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# A crate of mangoes contains one bruised mango for every $30$ mango in the crate. If $3$ out of every $4$ bruised mango are considered unsalable, and there are $12$unsalable mangoes in the crate, how may mangoes be there in the crate?(A) $480$ (B) $500$ (C) $420$ (D) $520$

Last updated date: 19th Sep 2024
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Hint: In such types of questions, the solution is obtained by simple unitary operations.
Thus the students are advised to carefully note down the given data and establish a relationship between them.
For the ease of understanding it is always better to assume the unknown quantity with a variable.
To solve this question, we must understand that if the total number of mangoes in the crate is considered to be $x$, then the number of bruised mangoes is equal to $\dfrac{x}{{30}}$.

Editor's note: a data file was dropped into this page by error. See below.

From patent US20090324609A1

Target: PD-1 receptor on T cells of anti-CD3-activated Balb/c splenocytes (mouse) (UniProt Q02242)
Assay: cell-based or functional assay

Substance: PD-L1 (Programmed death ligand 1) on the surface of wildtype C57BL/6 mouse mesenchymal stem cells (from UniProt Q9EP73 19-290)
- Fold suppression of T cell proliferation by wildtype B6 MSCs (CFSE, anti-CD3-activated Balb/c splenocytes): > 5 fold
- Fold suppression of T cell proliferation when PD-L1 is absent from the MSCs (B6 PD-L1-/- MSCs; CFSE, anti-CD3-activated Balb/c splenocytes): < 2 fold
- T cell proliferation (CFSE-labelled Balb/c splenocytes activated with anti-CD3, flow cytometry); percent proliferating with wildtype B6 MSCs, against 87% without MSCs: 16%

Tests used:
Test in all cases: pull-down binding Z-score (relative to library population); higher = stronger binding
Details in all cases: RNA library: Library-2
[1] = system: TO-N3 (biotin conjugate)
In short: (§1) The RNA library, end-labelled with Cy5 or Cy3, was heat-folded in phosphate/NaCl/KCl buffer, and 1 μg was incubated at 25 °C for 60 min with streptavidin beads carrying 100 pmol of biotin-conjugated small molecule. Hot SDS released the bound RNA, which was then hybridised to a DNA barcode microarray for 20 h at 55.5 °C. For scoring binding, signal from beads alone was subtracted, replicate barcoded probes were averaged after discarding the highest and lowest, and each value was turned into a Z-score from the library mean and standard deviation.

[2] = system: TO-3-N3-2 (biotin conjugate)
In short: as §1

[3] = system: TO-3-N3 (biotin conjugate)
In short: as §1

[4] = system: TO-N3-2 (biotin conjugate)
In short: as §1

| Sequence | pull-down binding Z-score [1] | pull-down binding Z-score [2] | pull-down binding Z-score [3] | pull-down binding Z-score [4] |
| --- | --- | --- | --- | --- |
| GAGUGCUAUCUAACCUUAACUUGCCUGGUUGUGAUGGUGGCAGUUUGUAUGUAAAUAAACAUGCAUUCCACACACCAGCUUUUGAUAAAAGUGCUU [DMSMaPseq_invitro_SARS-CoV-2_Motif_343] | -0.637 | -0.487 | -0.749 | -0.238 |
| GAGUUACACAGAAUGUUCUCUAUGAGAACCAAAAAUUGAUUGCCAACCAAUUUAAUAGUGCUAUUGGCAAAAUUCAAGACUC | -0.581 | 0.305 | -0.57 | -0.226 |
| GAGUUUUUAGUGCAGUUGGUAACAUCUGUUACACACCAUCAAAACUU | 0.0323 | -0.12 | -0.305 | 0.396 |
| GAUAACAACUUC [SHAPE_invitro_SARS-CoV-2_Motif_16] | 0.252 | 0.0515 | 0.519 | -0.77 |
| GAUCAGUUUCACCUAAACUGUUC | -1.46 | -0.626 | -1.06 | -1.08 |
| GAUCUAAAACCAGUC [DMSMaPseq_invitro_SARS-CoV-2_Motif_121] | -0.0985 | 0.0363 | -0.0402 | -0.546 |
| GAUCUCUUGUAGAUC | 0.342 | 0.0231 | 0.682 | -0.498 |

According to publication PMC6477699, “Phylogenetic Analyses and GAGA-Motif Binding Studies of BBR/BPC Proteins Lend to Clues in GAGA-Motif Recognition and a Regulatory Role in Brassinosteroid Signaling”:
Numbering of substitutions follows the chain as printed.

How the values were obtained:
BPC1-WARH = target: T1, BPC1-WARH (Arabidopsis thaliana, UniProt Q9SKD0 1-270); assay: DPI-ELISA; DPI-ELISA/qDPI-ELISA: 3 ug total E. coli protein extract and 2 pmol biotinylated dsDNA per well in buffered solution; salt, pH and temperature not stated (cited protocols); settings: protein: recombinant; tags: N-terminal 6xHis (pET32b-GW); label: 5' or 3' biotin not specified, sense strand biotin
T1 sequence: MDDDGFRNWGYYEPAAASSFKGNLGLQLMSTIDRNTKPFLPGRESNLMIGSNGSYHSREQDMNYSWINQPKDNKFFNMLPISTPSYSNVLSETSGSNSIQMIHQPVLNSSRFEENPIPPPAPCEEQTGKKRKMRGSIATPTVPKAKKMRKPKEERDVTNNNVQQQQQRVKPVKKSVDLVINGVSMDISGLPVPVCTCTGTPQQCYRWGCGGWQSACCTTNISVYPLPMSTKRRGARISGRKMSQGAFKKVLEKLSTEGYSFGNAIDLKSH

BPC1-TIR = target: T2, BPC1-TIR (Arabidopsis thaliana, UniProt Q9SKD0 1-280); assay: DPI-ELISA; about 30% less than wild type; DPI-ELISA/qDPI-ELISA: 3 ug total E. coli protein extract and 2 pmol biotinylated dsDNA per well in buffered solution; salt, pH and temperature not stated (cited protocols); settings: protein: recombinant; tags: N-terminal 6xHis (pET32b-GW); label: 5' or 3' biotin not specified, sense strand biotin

The question provides, A crate of mangoes contains one bruised mango for every $30$ mango in the crate.
The question demands-If $3$ out of every $4$ bruised mango are considered unsalable, and there are $12$unsalable mangoes in the crate, how may mangoes be there in the crate?
Let the total number of mangoes be ‘$x$’
As $1$ out of every $30$ mango n the crate is bruised then, number of bruised mangoes $= \dfrac{x}{{30}}$
And, $3$ out of every $4$ bruised mango are considerably unsalable and there are $12$ unsalable mangoes in the crate. Total number of unsalable mangoes in the crate $= \left( {\dfrac{3}{4} \times \dfrac{x}{{30}}} \right) = \dfrac{x}{{40}}$
$\Rightarrow$ As per question, $\dfrac{x}{{40}} = 12 \Rightarrow x = 480$